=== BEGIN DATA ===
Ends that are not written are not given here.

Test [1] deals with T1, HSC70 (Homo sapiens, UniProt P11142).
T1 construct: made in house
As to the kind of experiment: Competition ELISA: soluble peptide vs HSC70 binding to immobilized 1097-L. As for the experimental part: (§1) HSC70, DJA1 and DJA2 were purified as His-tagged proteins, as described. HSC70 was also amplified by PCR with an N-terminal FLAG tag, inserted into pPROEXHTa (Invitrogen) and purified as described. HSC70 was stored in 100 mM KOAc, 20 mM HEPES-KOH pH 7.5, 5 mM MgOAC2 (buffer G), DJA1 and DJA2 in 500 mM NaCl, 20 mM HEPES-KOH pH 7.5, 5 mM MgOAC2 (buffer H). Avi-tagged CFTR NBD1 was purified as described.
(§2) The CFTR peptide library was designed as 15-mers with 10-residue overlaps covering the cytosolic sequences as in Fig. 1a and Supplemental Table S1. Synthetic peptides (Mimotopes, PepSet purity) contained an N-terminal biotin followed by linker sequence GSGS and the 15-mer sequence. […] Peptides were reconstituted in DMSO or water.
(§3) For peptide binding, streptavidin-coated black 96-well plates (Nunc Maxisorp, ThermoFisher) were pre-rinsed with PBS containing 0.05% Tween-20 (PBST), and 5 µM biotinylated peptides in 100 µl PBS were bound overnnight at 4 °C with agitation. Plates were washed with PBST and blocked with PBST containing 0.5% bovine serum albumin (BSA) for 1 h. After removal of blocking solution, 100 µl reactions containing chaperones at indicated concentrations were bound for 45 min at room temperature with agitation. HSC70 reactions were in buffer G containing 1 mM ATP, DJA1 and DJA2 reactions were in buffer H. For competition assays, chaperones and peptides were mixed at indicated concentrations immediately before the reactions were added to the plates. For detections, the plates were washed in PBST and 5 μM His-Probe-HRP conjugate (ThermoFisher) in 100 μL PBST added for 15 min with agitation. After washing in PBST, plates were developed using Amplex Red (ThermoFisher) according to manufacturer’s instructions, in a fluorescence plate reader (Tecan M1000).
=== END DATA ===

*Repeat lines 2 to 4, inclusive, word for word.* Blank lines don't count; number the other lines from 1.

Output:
Test [1] deals with T1, HSC70 (Homo sapiens, UniProt P11142).
T1 construct: made in house
As to the kind of experiment: Competition ELISA: soluble peptide vs HSC70 binding to immobilized 1097-L. As for the experimental part: (§1) HSC70, DJA1 and DJA2 were purified as His-tagged proteins, as described. HSC70 was also amplified by PCR with an N-terminal FLAG tag, inserted into pPROEXHTa (Invitrogen) and purified as described. HSC70 was stored in 100 mM KOAc, 20 mM HEPES-KOH pH 7.5, 5 mM MgOAC2 (buffer G), DJA1 and DJA2 in 500 mM NaCl, 20 mM HEPES-KOH pH 7.5, 5 mM MgOAC2 (buffer H). Avi-tagged CFTR NBD1 was purified as described.